When Kim was pregnant with her first child, she dreamt about what color his eyes or hair might be, would he be short or tall, or this or that?  The one thing Kim never dreamt of was the news she would receive at her son’s four month well check.  After all her son was full term and labor and delivery was considered 

normal.  As first time parents, both Kim and her husband attended their son’s appointments together.  Kim recalls answering the nurse’s question, “Yes he grabs his toes but only with his right hand….”  The pediatrician enters and performs the exam.  Being first time parents the Harrington’s thought this was a “typical” examination.  The pediatrician asked Kim to hold her son and have a seat next to her husband.  This is the moment where their lives would be forever changed.  The pediatrician explained, in his professional opinion he believed he was witnessing a partial paralysis on the left side of their son’s body.  After an MRI and meeting with the pediatric neurologist they learned their son had suffered an in utero stroke, leaving their boy with the clinical diagnosis of:  left side spastic hemiplegia, a form of Cerebral Palsy (C.P.).  The medical professionals all assured Kim there was nothing she had done to cause this, there was nothing they could have done to prevent it from happening, and even if they would have known it was happening, there was nothing they could have done to stop the damage.   They summed it up as “Bad Luck”.

After the initial shock wore off, reality set in. The Harrington’s had more questions than answers.  The unknown future their beautiful baby boy faced was devastating and heart breaking.  One question ran through Kim’s mind again and again, “How do I help him?”   As mile stones were missed the Harrington’s relied on the guidance of medical professionals.  They quickly realized therapies would be an essential step in helping their son.  The therapists not only educated their son but they supported the Harrington family by teaching them how to help their son.  One of the greatest things Kim and her family received was empowerment.  That sounds so small but it enabled their family as a whole to move forward with optimism.  This was the spark that ignited Kim’s passion for DCO (Developmental Center of the Ozarks).  

DCO helps children and adults with disabilities maximize their ability to find success in their day to day life.  DCO re-enforces and builds their confidence, self-control, independence and self-esteem.  In the fall of 2009 the girls of DCO approached Kim for some ideas for a new fundraising event.   After sitting at a local restaurant brainstorming ideas, and many tears later, the “White Party” was born. Everyone attends the party dressed in “White”. This will be the 5th year for DCO’s White Party.  Through this event alone, Kim has helped DCO net over $160,000 in 4 years.  The money DCO raises stays right here in our community.  On average one hour of therapy costs DCO $160.00.  If Medicaid assistance is used it only covers half of that cost.  Funds raised at events like the White Party cover the other half. No child that qualifies for services is turned away.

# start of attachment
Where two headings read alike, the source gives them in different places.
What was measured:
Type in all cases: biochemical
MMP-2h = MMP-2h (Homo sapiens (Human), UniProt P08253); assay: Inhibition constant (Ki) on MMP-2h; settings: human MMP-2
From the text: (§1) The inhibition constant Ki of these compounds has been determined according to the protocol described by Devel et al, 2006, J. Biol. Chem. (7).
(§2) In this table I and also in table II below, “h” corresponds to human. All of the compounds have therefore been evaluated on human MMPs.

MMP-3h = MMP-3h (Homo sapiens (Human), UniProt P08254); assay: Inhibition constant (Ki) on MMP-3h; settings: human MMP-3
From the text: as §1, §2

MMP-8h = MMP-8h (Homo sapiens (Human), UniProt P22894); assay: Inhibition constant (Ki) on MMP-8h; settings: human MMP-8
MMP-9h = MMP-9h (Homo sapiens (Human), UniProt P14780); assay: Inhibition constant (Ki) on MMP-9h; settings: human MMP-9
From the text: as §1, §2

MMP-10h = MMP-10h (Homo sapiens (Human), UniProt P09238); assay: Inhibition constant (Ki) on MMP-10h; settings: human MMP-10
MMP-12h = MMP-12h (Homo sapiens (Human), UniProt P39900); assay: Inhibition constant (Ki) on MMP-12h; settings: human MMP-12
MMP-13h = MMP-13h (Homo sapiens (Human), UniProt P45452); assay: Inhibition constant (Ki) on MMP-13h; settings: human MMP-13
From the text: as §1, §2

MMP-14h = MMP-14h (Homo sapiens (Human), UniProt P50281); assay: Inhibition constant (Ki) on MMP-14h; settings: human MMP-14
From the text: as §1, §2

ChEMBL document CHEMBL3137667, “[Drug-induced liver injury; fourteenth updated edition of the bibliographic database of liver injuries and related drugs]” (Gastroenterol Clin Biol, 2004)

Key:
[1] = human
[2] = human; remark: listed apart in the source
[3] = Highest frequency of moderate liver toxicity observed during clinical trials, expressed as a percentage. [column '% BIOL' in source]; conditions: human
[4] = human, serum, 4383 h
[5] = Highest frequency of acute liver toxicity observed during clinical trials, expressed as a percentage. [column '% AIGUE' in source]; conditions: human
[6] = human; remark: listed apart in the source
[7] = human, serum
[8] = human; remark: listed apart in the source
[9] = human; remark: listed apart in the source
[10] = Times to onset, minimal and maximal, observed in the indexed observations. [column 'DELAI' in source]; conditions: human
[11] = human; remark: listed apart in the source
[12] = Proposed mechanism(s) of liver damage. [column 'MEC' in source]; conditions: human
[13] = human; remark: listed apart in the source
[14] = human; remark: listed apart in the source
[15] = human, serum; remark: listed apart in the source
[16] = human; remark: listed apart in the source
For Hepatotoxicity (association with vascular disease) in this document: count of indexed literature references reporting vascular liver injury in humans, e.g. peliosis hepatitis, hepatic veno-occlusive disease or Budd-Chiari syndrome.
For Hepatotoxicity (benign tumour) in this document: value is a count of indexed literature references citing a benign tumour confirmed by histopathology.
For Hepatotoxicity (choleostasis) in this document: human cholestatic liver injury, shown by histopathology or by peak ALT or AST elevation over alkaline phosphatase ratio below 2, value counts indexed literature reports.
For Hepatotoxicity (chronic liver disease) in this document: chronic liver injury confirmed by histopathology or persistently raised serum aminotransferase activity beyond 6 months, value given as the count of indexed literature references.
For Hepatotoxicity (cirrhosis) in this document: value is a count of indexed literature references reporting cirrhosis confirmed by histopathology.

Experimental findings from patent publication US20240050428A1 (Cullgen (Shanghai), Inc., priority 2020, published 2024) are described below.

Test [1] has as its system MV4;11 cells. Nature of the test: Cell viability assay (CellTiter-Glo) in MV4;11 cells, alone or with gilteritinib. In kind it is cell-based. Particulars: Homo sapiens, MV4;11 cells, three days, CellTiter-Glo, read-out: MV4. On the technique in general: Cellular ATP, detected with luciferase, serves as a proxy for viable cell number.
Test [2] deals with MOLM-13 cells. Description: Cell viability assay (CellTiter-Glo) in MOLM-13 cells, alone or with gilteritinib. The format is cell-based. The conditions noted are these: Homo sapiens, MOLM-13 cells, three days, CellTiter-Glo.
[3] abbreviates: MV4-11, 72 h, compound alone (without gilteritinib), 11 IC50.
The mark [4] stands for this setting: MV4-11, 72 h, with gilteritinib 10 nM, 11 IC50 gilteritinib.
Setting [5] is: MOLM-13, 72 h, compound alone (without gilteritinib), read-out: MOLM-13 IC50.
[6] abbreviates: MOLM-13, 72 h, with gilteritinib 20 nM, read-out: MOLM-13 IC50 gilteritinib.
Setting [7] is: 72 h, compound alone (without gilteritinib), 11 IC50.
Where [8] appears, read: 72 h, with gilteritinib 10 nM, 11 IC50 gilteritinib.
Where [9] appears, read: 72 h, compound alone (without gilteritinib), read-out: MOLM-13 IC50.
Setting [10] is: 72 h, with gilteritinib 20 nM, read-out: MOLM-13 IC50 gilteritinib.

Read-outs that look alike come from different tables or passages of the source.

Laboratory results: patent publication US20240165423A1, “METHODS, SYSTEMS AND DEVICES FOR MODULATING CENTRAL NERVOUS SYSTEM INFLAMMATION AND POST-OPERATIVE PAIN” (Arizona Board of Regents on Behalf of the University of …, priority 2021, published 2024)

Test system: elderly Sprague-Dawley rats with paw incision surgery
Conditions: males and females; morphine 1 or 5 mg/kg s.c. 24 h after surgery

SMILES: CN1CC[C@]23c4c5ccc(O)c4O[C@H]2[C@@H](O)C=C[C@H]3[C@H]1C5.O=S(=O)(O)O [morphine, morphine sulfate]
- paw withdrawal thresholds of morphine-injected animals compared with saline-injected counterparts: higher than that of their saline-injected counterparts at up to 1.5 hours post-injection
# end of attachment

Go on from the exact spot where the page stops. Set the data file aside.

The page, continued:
Kim and her family are devoted to sharing DCO’s mission.  They want all families that need support to seek education so they too can learn how to help their child.  Kim shared that when she looks across the crowd at the White Party event, she feels a sense of unity and equality.  Kim’s son wants nothing more than to been seen as an equal, not different.  Wouldn’t you?   It has been Kim’s ability to find the good in any situation that has been her greatest gift to her son.  Kim wanted to leave you with one question:                       

“Can you tie your shoe with one hand?  My son can! ”

Watch this video to learn more.


Katie Carroll

Katie Carroll and her husband Ryan have two children, 4 1/2 year old twins, Koy and Kadyn. Shortly after they were born Kadyn was diagnosed with Cystic Fibrosis.

Cystic fibrosis (CF)is an inherited chronic disease that affects the lungs and digestive system of about 30,000 children and adults in the United States (70,000 worldwide). A defective gene and its protein product cause the body to produce unusually thick, sticky mucus that: clogs the lungs and leads to life-threatening lung infections; and obstructs the pancreas and stops natural enzymes from helping the body break down and absorb food.

Kadyn, struggles with both digestive and lung issues caused by Cystic Fibrosis. When healthy, she endures hours of breathing and bowel treatments daily. These treatments double when she is sick.

When Kadyn was diagnosed, Ryan and Katie knew little about the disease. They quickly learned Cystic Fibrosis is a lifelong and progressive genetic disease to which there is no cure. Kadyn was a born fighter and has been in the hospital numerous times in her short life. The family started sharing Kadyn's story with family, friends, and eventually social media. Through sharing her experiences and hearing how many people wanted to do something to help, Kadyn's Krew was formed.

Kadyn's Krew is an incredible group of people who have supported/prayed for/loved Kadyn. They raise awareness for CF, participate in The Great Strides Walk, held or participated in fundraisers, go above and beyond in many ways to help find a cure for Cystic Fibrosis. Since Kadyn was diagnosed in 2009, Kadyn's Krew has raised over $320,000 for the Cystic Fibrosis Foundation.

The Cystic Fibrosis Foundation is the world’s leader in the search for a cure for cystic fibrosis (CF). Funding more CF research than any other organization, and nearly every CF drug available today was made possible because of Foundation support.

To learn more about the Cystic Fibrosis Foundation visit: Read about the beginning of Kadyn’s journey on the blog Katie started at birth: which has now merged with Follow Kadyn’s Krew on Facebook and Instagram for more frequent updates: and @kadynskrew.